Labour mobility key, says FM, but no mention of reforms

It was good to hear the Foreign Minister Julie Bishop give a ringing endorsement of the importance of labour mobility for the Pacific during her opening address to the State of the Pacific conference at ANU on Wednesday morning.

This is what she said:

Greater labour mobility will also be a key issue for the Pacific in the years ahead, particularly for those countries with challenging domestic economic prospects.  Which is why Australia has expanded our Seasonal Worker Program; and why we continue to build up vocational skills to allow greater remittance earnings.

Some seasonal workers have earned up to $12,000 in Australia, and have been able to remit about $6,000 over a six month placement. Tonga, in particular, has embraced our program. We know that that scheme is having flow-on benefits. Some workers have used their income to pay for school fees for their children, to purchase tractors, to invest in a small business, and the like.

Greater flexibility with financial flows will also be important in the years ahead. Our Government wants to open up partnerships with Australian businesses in the Pacific.  Recognising that remittances are playing a greater role in driving economic growth, we are working with Westpac and ANZ to find new ways to make it easier for Pacific workers to send their money back home.  This will be a key theme when Australia hosts the G20 Conference in Brisbane later this year.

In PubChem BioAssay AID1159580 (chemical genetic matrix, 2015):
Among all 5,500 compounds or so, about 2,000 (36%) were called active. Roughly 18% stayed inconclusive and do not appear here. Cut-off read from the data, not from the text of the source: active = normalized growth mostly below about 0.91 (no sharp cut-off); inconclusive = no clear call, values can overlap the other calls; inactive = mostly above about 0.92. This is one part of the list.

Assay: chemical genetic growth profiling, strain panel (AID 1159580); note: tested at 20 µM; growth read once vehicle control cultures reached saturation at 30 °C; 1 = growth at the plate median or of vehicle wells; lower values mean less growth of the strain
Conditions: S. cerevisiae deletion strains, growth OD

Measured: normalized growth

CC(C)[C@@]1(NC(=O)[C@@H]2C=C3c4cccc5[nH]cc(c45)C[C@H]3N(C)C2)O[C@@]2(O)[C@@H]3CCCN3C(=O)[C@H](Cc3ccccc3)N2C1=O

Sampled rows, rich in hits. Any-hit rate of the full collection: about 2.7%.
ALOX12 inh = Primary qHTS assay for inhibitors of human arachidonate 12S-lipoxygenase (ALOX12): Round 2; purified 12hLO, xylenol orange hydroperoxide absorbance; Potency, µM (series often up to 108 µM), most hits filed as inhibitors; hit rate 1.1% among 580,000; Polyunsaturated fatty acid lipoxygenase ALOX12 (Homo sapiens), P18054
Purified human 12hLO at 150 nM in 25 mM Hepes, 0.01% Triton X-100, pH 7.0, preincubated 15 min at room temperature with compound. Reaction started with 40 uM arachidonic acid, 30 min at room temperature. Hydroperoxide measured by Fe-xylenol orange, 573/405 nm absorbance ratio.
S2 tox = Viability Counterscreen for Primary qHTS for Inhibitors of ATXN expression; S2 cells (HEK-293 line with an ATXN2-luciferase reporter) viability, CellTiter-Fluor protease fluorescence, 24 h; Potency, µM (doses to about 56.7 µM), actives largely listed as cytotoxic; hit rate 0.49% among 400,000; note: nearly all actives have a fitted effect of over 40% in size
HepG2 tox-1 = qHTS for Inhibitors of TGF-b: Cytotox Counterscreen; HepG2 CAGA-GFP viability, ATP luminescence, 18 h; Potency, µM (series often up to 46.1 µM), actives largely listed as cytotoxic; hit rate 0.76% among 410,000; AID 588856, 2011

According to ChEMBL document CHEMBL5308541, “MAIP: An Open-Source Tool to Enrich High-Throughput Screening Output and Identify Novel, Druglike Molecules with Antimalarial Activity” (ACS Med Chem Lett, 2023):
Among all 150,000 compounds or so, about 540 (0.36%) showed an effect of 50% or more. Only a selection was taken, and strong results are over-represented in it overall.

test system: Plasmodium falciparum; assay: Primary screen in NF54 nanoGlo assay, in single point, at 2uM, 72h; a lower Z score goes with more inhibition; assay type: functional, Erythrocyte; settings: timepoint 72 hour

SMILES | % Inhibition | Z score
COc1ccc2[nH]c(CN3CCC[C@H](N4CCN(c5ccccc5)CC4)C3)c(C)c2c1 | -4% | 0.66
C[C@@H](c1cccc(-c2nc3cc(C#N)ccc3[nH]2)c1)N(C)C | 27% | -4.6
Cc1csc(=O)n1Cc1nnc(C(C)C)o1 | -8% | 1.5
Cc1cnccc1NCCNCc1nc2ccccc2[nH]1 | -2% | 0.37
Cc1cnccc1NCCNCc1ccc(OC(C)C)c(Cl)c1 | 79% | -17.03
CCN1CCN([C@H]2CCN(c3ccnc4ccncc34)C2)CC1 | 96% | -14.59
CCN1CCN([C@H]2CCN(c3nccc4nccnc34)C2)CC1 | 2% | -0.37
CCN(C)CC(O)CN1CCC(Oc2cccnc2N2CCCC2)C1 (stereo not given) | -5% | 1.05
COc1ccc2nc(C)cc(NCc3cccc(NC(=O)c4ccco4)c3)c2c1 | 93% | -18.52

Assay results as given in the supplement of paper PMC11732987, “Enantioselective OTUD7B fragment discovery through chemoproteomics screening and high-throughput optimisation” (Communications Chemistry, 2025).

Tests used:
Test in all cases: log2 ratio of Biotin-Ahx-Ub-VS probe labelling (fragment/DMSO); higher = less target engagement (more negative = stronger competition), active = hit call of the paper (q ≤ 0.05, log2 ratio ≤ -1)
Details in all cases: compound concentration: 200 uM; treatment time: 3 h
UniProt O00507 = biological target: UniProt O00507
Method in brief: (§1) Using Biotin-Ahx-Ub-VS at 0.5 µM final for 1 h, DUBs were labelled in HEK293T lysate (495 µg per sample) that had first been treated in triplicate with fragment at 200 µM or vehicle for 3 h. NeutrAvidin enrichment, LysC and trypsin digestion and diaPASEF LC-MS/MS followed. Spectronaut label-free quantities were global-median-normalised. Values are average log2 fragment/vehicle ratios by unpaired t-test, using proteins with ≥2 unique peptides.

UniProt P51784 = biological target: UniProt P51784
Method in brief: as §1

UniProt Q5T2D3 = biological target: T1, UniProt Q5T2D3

All fine and good, except for two important points. The Seasonal Worker Program might be expanding, but it is still tiny: far smaller than the equivalent scheme that New Zealand introduced. As we’ve argued here and elsewhere, the SWP has multiple problems and will not expand to a significant size without policy reform.

As for building up vocational skills to foster remittances, that is what the Australia Pacific Technical College was meant to do, but it has not delivered, as we show in this recent paper.

Before the election, the Coalition undertook to consider expanding the SWP. The relevant paragraph in its foreign policy said:

Promoting our reach and influence in the region also means looking at ways we can use Australia’s domestic market to support private-sector development in the Pacific over the long-term. This includes considering opportunities under Australia’s existing guest worker programme for a greater number of Pacific Islanders to undertake seasonal work. The goodwill this programme creates in the region should not be underestimated. While there are significant obstacles to improving Australia’s current pilot programme, the prospect of placing Pacific Island economies on a more stable and diverse footing should be seriously considered and the Coalition commits to examining the case for the expansion of this.

Quite a detailed commitment, and in fact one of only two Pacific-specific points in the foreign policy. But there was no mention of reforming the SWP in the speech. (There was a nod to another point in the Coalition’s foreign policy though: the need to take a new approach to Fiji.)

It is progress to get recognition of the importance of labour mobility. But our policy response to this recognition can only be described as tokenistic. A good place to start building a more serious response would be with SWP reforms. Another would be to give consideration to the World Bank’s suggestion that we open up a permanent migration scheme for the Pacific.

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